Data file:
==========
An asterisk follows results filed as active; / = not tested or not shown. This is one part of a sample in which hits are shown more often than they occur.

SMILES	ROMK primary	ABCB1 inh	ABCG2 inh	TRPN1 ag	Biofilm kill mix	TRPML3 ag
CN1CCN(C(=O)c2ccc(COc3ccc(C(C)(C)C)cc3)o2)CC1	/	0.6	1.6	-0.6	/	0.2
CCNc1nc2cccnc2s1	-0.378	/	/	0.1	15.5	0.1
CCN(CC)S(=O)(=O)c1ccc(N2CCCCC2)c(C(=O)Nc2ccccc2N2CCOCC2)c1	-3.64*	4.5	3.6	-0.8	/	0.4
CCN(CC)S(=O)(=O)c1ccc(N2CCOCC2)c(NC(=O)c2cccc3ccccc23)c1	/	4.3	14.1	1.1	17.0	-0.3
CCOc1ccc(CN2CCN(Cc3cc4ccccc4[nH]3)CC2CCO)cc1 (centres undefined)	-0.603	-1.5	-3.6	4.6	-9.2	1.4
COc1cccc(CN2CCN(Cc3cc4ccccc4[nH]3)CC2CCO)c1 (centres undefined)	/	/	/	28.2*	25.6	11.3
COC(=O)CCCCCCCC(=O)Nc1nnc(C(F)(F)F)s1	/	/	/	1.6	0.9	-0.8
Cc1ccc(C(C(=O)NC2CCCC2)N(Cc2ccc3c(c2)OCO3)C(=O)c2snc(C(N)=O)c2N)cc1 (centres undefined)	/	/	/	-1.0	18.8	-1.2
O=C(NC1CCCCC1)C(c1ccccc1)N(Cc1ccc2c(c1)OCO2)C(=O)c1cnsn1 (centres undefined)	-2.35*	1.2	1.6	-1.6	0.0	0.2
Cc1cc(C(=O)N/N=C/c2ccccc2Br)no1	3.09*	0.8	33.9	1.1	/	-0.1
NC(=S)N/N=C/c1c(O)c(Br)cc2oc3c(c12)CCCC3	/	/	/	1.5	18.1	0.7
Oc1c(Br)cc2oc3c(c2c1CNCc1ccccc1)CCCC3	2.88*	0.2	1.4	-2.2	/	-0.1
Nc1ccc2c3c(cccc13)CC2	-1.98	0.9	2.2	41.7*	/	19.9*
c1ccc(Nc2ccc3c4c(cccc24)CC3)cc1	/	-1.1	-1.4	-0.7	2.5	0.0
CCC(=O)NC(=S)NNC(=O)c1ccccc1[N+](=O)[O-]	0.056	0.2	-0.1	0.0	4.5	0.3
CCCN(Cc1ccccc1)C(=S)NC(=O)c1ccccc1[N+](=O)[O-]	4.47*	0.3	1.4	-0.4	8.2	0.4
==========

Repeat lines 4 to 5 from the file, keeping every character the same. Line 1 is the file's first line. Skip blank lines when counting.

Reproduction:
CCNc1nc2cccnc2s1	-0.378	/	/	0.1	15.5	0.1
CCN(CC)S(=O)(=O)c1ccc(N2CCCCC2)c(C(=O)Nc2ccccc2N2CCOCC2)c1	-3.64*	4.5	3.6	-0.8	/	0.4